Furniture and Frame Conservation Laboratory

The Furniture and Frame Conservation Laboratory, founded in 1971, preserves, conserves, investigates, and facilitates the display of furniture, frames, musical instruments, and period rooms in the Museum’s galleries. These objects, originating from around the world and dating from the fourteenth century to the present day, are comprised of a wide range of materials in addition to wood, such as ivory, bone, and tortoiseshell. They exhibit many different methods of construction and decorative finish, including painted, gilded, and lacquered surfaces. Contemporary furniture materials also consist of metals, plastics, laminates, and resins, all of which present unique challenges for their long-term preservation.

Some of the treatments performed within the lab involve stabilization of structural components and veneered surfaces, as well as reapplication of elements such as loose moldings and lifting marquetry. Due to the hydroscopic nature of wood, surface coatings ranging from clear finishes to gilded layers are particularly vulnerable and are often in need of stabilization and consolidation. A major challenge is the cleaning and removal of later over-coatings or restorations that often obscure the original surfaces.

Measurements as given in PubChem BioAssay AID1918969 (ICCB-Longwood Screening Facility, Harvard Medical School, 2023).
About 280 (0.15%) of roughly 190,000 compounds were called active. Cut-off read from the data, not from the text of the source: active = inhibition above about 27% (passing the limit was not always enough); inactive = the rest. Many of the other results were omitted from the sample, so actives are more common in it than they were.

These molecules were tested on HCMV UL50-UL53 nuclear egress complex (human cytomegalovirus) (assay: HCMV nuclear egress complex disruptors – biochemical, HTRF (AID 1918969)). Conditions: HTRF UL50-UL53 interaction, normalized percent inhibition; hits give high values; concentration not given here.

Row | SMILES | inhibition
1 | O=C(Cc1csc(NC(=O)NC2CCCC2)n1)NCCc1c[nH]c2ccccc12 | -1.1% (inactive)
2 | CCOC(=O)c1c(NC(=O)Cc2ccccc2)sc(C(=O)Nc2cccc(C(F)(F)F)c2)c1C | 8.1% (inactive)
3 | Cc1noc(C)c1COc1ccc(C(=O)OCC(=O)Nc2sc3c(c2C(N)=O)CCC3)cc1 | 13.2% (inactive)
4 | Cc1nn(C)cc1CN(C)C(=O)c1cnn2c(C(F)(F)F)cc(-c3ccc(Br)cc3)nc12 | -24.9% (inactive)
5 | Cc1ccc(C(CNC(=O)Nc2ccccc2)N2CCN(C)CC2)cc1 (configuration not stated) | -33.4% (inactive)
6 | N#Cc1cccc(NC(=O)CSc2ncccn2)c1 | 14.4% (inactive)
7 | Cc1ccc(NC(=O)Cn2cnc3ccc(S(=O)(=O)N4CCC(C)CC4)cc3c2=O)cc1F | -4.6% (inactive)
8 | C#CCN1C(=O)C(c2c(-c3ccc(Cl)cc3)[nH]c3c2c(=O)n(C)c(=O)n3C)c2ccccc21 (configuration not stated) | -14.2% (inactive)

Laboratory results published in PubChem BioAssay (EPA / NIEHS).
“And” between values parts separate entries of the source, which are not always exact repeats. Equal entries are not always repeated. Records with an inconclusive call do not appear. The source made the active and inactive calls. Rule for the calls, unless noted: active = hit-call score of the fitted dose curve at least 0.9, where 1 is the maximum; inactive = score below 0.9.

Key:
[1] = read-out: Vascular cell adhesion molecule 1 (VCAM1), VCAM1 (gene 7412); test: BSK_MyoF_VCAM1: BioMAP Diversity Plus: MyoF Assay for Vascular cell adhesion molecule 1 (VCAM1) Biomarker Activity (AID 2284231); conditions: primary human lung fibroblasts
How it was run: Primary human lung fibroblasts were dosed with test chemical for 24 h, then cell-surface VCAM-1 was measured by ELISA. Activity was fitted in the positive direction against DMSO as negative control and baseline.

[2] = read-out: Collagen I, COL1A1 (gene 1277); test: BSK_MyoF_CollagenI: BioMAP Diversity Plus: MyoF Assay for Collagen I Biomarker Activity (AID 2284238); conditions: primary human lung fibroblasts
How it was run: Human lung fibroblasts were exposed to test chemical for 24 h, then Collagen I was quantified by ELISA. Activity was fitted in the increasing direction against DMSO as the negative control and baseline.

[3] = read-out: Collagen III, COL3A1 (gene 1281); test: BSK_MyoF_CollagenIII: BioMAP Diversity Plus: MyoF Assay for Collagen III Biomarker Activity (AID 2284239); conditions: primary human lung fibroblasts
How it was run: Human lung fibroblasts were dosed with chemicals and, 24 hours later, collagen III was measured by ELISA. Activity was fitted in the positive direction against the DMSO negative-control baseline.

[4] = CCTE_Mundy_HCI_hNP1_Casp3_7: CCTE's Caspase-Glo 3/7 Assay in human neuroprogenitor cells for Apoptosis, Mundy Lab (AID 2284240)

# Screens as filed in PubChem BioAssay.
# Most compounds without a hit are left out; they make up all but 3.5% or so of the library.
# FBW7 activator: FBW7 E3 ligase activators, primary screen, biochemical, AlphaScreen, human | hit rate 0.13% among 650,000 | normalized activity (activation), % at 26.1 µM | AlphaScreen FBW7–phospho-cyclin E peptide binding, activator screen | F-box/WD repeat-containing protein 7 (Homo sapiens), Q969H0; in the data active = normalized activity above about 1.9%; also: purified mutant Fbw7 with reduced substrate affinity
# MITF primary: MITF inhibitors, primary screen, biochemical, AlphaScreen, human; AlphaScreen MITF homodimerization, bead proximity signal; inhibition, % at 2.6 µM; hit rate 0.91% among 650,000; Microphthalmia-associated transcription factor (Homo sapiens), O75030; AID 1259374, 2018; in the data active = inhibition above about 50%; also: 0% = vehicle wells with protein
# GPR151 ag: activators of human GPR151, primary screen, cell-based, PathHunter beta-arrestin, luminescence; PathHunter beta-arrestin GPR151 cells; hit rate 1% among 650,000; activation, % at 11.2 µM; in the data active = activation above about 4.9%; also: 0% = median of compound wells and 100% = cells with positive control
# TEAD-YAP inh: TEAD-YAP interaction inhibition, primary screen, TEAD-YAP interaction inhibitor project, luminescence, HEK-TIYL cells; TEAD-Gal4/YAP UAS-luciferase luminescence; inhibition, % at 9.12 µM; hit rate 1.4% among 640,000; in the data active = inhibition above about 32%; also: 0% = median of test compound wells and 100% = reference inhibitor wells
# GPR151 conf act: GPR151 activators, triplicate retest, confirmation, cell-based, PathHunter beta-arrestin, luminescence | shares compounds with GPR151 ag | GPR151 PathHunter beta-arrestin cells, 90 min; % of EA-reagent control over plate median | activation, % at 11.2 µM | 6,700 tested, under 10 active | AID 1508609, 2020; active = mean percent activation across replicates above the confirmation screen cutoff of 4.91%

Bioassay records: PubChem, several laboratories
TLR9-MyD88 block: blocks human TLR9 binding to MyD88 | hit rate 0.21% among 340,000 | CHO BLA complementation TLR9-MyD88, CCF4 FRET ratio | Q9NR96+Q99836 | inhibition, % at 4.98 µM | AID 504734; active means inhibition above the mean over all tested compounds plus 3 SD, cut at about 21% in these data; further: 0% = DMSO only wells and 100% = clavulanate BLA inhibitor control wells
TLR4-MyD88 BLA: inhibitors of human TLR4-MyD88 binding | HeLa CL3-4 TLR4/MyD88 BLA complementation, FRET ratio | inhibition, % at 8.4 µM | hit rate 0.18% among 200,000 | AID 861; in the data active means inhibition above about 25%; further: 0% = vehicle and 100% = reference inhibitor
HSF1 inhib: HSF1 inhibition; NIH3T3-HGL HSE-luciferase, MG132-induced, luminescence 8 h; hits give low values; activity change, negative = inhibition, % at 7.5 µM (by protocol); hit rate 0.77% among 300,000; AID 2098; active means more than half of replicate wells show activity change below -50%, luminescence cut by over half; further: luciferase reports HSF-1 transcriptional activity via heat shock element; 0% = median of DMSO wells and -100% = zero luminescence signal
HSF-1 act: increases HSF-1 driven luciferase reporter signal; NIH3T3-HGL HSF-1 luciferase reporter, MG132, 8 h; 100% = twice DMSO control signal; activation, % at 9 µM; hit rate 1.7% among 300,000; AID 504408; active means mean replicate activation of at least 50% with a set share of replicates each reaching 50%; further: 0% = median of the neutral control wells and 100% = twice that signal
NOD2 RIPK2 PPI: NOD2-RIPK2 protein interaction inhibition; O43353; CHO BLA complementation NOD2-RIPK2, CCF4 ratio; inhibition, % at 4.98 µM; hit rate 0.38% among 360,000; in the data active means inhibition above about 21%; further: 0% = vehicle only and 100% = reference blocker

In addition to hands-on treatments, conservators also undertake extensive in-depth technical examinations of furniture, frames and musical instruments that can aid in designing conservation treatments. Such studies contribute to scholarly understanding of the techniques and methods used to fabricate these objects and are crucial for the authentication of any new artworks coming into the collection. To this end, furniture and frame conservators work closely with curatorial colleagues and the Scientific Research Lab. Examples of these technical investigations include the analysis of painted finishes on early American furniture and the development in the manufacture of the wood screw.

Featured Projects

Minbar Door

Examination and conservation of an Egyptian door from the Mamluk period

Upholstered Furniture

Treatment and re-upholstery of Rococo Revival parlor furniture